When my kids were younger, we read through hundreds of picture books. Sometimes we would snuggle up together and read the books on the sofa, and other times I would read aloud at the table as the children were eating lunch. Some picture books were just fun, while others were meant to be educational. But did you know that you can plan your lessons around a good picture
I recently had the special privilege of interviewing international storyteller Jim Weiss. I first heard of Jim in the late 90s before my oldest officially started school. “We love these stories,” my friend told me. “You have to hear them, too!” I was so glad I took her advice! Twenty-five years ago, Jim and his wife Randy formed Greathall Productions. They have since produced
While it’s important to consider your child’s learning style, it’s just as important to determine your own teaching style. What method suits you best as you educate your child at home? Do you like everything planned out ahead of time? Some curricula provide the exact words to say to your student as you go through the lesson. Does that kind of detail bring a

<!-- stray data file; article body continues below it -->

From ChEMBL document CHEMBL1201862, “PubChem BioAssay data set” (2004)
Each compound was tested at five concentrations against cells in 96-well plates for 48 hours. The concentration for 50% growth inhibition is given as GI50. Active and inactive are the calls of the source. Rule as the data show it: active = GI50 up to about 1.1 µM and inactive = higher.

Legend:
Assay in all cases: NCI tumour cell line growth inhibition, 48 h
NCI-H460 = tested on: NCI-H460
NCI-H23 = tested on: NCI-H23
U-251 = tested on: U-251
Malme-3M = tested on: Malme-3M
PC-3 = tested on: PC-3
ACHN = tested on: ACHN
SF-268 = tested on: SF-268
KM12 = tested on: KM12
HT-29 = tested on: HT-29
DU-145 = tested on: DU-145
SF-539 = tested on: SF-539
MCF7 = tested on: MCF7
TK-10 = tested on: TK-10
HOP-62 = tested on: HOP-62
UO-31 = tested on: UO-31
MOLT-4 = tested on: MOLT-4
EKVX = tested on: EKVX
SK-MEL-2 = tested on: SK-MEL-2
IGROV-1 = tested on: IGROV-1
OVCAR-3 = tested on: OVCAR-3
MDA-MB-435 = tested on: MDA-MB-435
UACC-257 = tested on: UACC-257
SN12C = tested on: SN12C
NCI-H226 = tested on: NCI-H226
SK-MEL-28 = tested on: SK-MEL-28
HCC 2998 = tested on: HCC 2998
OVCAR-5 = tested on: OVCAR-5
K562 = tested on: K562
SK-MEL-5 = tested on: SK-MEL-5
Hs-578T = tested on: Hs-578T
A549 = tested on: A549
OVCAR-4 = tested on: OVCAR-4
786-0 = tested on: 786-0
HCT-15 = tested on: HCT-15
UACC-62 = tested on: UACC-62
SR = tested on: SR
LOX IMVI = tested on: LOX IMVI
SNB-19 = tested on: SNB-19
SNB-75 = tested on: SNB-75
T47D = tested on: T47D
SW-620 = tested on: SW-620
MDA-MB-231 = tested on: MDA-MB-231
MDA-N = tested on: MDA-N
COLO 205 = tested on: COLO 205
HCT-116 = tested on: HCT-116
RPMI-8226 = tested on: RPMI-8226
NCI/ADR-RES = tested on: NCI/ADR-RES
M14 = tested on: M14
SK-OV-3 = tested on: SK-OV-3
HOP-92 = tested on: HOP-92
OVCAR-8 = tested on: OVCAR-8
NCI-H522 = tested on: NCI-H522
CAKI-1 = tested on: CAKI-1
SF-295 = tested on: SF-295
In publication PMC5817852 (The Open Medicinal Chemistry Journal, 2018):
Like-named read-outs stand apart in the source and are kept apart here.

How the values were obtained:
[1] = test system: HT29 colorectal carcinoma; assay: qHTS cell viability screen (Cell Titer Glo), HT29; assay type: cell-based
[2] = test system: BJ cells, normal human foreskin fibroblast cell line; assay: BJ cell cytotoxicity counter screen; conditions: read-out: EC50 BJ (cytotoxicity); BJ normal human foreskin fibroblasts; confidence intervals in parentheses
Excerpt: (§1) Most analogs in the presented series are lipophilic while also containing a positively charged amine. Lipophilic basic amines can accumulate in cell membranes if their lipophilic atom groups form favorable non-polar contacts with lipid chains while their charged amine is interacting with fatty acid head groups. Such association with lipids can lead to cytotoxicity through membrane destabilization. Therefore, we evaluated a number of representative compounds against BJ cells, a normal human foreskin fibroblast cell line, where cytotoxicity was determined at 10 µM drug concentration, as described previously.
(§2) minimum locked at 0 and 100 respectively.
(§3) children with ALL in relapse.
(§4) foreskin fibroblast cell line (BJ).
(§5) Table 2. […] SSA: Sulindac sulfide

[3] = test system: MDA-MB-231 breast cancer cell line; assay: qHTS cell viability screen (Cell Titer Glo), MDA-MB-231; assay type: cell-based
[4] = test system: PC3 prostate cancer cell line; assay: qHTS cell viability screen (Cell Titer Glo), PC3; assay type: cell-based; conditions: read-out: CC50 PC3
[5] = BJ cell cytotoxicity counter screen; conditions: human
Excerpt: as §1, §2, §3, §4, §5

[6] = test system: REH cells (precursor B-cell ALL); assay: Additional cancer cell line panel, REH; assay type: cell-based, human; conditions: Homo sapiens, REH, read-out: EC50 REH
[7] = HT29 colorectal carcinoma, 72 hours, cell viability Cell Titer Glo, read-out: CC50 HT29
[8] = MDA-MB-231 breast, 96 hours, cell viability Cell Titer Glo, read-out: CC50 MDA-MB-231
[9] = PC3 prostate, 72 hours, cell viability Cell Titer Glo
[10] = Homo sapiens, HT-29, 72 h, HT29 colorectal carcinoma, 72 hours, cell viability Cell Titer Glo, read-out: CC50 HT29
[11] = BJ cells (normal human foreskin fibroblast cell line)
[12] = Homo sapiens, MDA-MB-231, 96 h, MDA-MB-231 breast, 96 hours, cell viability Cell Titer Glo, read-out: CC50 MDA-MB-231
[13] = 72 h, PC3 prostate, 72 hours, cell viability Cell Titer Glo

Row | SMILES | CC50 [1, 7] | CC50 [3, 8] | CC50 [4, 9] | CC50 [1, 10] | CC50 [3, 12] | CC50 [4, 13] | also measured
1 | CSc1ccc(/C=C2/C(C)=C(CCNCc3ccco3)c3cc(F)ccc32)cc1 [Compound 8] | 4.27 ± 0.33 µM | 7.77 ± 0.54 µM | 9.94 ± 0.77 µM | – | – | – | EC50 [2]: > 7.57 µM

About this time of year, many homeschoolers are beginning to plan for summer studies or the next school year. Our co-op is already beginning to form the 2010-2011 class schedules based on student interest and teacher availability. As you decide the subjects you want your children to study, you might consider sharing your own skills with others – and allowing them to share with
If you have a child ages four to eight, you might want to consider using one of the Five in a Row books as part of your curriculum. Each book provides the homeschooling parent with ideas for teaching language arts, social studies, science, applied math, and art, all centered around good literature. There are four different volumes in the Five in a Row series.
Hopefully, by the time your child begins the third grade, she’s enjoying reading books. As with all the early elementary ages, however, third graders read on different levels; some may still be struggling with de-coding words while others may be reading chapter books or longer works independently. If you find that your child still needs extra help with reading, don’t worry; just continue with